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Some South Dakota farmers are unhappy with industrial ag getting conservation funds; Texas judge allows abortion in Cox case; Native tribes express concern over Nevada's clean energy projects.

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The Colorado Supreme Court weighs barring Trump from office, Georgia Republicans may be defying a federal judge with a Congressional map splitting a Black majority district and fake electors in Wisconsin finally agree Biden won there in 2020.

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Texas welcomes more visitors near Big Bend but locals worry the water won't last, those dependent on Colorado's Dolores River fear the same but have found common ground solutions, and a new film highlights historical healthcare challenges in rural Appalachia.

Supporters of Climate Change Action Say "Get On the Bus!"

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Friday, July 12, 2013   

ASHEVILLE, N.C. – Today Asheville is the first stop in North Carolina for a 21-state bus tour rallying support for the new national climate change plan President Barack Obama announced late last month.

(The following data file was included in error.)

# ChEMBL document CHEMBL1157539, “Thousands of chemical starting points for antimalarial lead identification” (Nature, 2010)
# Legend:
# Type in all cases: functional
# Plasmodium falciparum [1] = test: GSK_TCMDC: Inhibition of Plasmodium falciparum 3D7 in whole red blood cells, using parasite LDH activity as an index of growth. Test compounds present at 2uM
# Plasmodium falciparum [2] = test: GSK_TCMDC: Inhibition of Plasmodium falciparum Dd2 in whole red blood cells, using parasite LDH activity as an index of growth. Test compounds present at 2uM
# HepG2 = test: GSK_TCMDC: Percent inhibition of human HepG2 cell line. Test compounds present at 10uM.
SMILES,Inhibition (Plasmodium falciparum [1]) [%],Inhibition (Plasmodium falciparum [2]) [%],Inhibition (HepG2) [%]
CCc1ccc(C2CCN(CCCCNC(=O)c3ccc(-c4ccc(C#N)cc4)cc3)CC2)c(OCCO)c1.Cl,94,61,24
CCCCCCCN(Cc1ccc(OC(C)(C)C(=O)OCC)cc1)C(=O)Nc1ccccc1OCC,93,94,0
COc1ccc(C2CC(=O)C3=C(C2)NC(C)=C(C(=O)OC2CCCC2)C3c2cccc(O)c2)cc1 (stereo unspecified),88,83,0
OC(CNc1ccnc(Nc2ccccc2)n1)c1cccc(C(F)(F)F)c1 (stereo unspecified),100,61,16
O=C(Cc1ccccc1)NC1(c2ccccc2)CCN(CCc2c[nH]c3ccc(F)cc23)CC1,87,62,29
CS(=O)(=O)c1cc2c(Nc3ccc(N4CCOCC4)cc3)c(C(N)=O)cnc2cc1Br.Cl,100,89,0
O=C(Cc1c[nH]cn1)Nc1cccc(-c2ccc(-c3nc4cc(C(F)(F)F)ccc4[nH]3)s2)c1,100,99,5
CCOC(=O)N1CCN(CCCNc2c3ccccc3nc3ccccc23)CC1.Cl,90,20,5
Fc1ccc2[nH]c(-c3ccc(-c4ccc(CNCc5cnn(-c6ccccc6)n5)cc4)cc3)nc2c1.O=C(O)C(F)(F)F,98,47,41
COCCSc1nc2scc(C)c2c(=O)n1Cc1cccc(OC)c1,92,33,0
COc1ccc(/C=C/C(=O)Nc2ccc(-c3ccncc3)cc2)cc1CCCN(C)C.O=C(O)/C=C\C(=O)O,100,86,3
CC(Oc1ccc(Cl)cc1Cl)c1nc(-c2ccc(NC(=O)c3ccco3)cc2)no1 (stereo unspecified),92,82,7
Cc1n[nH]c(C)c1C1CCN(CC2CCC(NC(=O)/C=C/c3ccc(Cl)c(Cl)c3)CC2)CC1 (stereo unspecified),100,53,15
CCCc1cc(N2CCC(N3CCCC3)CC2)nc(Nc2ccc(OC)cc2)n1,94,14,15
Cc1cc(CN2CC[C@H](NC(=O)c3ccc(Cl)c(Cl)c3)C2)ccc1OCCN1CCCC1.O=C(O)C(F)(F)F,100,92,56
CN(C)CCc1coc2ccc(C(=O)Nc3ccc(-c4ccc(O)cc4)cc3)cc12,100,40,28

The “I Will Act on Climate” bus tour continues to Greensboro later today, then Wilmington on Monday.

At scheduled events, business and government leaders are expected to talk with community members about potential new jobs and other benefits that come with investing in renewable energies.

Erika Schneider, marketing and outreach coordinator with Sundance Power Systems in Weaverville, is on the tour. She compares official action to address climate change to a bus with no driver – until now.

"Obama is stepping up from the back seat, taking the wheel and steering us towards smarter policies and embracement of solutions," she says.

The bus tour is supported by several local, state and national organizations representing a wide array of activists, business leaders, health experts, climate scientists and national security experts.

The president's plan will increase funding for clean energy technology by 30 percent.

Sundance Power Systems manufactures solar panels at its western North Carolina facility. Schneider says additional funding will undoubtedly boost companies like hers.

"There's no doubt it will be a support to the industry if we're going to move forward to the clean energy technologies,” she says. “Those things can make a huge difference. "

Between Greensboro and Wilmington is Spring Lake, a suburb of Fort Bragg. The town's mayor, Chris Rey, says he's hoping the federal incentives for clean energy technologies will help diversify his town's economy.

"You're hoping that a small tech company is going to take some of the economic incentives that are going to be provided by the federal government,” he says, “and come to a community like a Spring Lake and create jobs, create opportunities."





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